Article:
It’s Paul Ryan’s Party: With Romney VP Pick, Movement Conservatives Openly Control GOP at Last

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Photo: Brendan Hoffman/2012 Getty Images

I’m not sure I believe in Freudian slips, and Barack Obama made a similar mistake when he introduced Joe Biden four years ago, but what the hell: When Mitt Romney slipped up this morning and introduced Paul Ryan as "the next president of the United States," he spoke the truth. The premise of my April profile was that Ryan had become the leader of the Republican Party, with the president himself relegated to a kind of head-of-state role, at least in domestic affairs. As Grover Norquist put it, the only requirement for a nominee was enough working digits to sign Ryan’s plan. Ryan’s prestige within the party is unassailable. If he doesn’t want something to happen, it won’t happen (say, several bipartisan deals to reduce the deficit that he squashed.) If he wants something to happen, however foolhardy (like putting the entire House GOP caucus on record for his radical budget plan despite a certain veto) it will happen. It is Ryan’s party.

The only real question left was how to handle the optics of this reality. The original operating plan of the Romney campaign was to run against the bad economy, and then implement the Ryan Plan, which of course is a long-term vision of government unrelated to the current state of the labor market. Romney’s campaign had been bravely insisting for weeks that the plan was working, or that it was due for a 1980-like October leap in the polls, but clearly Romney did not believe, or had come to disbelieve, its own spin.

So Romney is conceding that the current track of the campaign is headed for a narrow defeat and has decided to alter its course. Obama has successfully defined Romney as an agent of his own economic class, a ploy that was clearly designed to make the attacks on Romney’s policy agenda hit home. (Focus groups had previously found that undecided voters found literal descriptions of Romney’s plan so radical they didn’t believe them.)

Romney has made the risky but defensible calculation that, if he is to concur with most of his party’s ideological baggage, he might as well bring aboard its best salesman. And Ryan is that. During his rise to power he has displayed an awesome political talent. He is ambitious but constantly described by others as foreswearing ambition. He comes from a wealthy background but has defined himself as "blue collar," because he comes from a place that is predominantly blue collar. He spent the entire Bush administration either supporting the administration’s deficit-increasing policies, or proposing alternative policies that would have created much higher deficits than even Bush could stomach, but came away from it with a reputation as the ultimate champion of fiscal responsibility.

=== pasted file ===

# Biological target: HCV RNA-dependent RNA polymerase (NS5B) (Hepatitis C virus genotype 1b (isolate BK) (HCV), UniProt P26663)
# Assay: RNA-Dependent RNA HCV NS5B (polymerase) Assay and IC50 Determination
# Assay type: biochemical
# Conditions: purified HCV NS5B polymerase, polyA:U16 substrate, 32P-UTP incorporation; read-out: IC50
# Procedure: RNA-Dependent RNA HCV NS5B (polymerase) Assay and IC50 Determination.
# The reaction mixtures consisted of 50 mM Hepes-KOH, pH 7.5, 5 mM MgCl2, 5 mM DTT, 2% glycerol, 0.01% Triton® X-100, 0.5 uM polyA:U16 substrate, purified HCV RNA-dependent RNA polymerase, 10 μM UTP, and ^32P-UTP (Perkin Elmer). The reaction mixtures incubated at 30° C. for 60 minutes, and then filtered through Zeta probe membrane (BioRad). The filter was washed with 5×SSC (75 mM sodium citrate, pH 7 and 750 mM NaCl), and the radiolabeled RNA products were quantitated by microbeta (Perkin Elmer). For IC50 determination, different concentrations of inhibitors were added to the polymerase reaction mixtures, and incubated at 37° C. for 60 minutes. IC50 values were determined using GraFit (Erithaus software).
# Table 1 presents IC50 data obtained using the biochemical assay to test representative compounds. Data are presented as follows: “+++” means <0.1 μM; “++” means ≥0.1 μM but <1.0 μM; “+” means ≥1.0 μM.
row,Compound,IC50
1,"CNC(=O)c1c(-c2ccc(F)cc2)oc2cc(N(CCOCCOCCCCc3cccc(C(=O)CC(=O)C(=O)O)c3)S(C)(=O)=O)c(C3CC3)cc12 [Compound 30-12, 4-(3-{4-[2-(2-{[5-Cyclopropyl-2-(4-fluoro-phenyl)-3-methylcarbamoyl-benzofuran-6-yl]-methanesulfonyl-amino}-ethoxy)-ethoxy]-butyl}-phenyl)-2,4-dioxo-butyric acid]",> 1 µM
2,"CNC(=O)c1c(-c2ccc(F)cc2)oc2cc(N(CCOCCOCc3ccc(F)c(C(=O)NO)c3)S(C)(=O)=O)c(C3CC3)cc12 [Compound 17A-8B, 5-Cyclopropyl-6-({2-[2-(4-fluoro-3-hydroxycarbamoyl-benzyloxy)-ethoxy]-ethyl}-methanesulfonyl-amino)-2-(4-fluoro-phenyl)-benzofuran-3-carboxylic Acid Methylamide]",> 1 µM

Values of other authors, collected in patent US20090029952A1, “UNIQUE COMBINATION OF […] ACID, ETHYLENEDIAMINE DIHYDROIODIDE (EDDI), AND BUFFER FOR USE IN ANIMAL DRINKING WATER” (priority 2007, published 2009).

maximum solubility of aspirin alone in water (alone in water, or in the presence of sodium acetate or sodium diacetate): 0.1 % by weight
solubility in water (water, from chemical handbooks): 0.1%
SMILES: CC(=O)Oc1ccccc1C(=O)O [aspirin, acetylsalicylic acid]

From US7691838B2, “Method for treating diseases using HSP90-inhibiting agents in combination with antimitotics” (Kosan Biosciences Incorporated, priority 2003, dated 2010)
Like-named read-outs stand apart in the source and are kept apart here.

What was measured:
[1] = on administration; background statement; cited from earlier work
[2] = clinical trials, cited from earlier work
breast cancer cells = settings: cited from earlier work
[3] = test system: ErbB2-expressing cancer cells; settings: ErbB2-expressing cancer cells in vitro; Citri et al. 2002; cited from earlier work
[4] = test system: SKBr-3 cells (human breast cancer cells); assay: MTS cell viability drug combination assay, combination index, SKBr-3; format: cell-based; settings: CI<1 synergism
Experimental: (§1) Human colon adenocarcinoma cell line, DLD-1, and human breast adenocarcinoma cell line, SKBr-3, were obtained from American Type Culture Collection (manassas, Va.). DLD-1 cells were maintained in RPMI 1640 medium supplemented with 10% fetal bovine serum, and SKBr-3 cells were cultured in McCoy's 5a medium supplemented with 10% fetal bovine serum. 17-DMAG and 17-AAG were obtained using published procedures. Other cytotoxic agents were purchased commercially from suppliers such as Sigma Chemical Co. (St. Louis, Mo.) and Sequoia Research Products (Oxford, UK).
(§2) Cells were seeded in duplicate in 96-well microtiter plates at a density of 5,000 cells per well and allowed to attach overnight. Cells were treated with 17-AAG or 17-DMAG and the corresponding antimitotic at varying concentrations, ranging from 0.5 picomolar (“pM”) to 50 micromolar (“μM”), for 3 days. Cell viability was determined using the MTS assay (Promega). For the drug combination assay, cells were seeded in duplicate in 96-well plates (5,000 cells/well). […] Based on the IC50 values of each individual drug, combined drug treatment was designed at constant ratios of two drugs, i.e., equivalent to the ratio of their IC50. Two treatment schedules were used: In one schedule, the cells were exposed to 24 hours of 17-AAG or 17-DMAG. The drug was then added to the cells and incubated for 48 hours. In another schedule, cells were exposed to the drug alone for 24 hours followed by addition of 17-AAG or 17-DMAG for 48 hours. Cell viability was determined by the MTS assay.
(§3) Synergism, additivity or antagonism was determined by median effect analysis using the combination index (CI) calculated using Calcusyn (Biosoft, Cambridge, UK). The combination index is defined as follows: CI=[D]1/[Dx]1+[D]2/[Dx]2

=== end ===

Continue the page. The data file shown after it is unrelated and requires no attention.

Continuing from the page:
What makes Ryan so extraordinary is that he is not just a handsome slickster skilled at conveying sincerity with a winsome heartland affect. Pols like that come along every year. He is also (as Rich Yeselson put it) the chief party theoretician. Far more than even Ronald Reagan, he is deeply grounded is the ideological precepts of the conservative movement — a longtime Ayn Rand devotee who imbibed deeply from the lunatic supply-side tracts of Jude Wanniski and George Gilder. He has not merely formed an alliance with the movement, he is a product of it.

In this sense, Ryan’s nomination represents an important historical marker and the completion of a 50-year struggle. Starting in the early sixties, conservative activists set out to seize control of the Republican Party. At the time the party was firmly in the hands of Establishmentarians who had made their peace with the New Deal, but the activists regarded the entire development of the modern regulatory and welfare states as a horrific assault on freedom bound to lead to imminent societal collapse. In fits and starts, the conservatives slowly advanced – nominating Goldwater, retreating under Nixon, nominating Reagan, retreating as Reagan sought to govern, and on and on through Gingrich, Bush, and his successors.

Over time the movement and the party have grown synonymous, and Ryan’s nominations represents a moment when the conservative movement ceased to control the politicians from behind the scenes and openly assumed the mantle of power.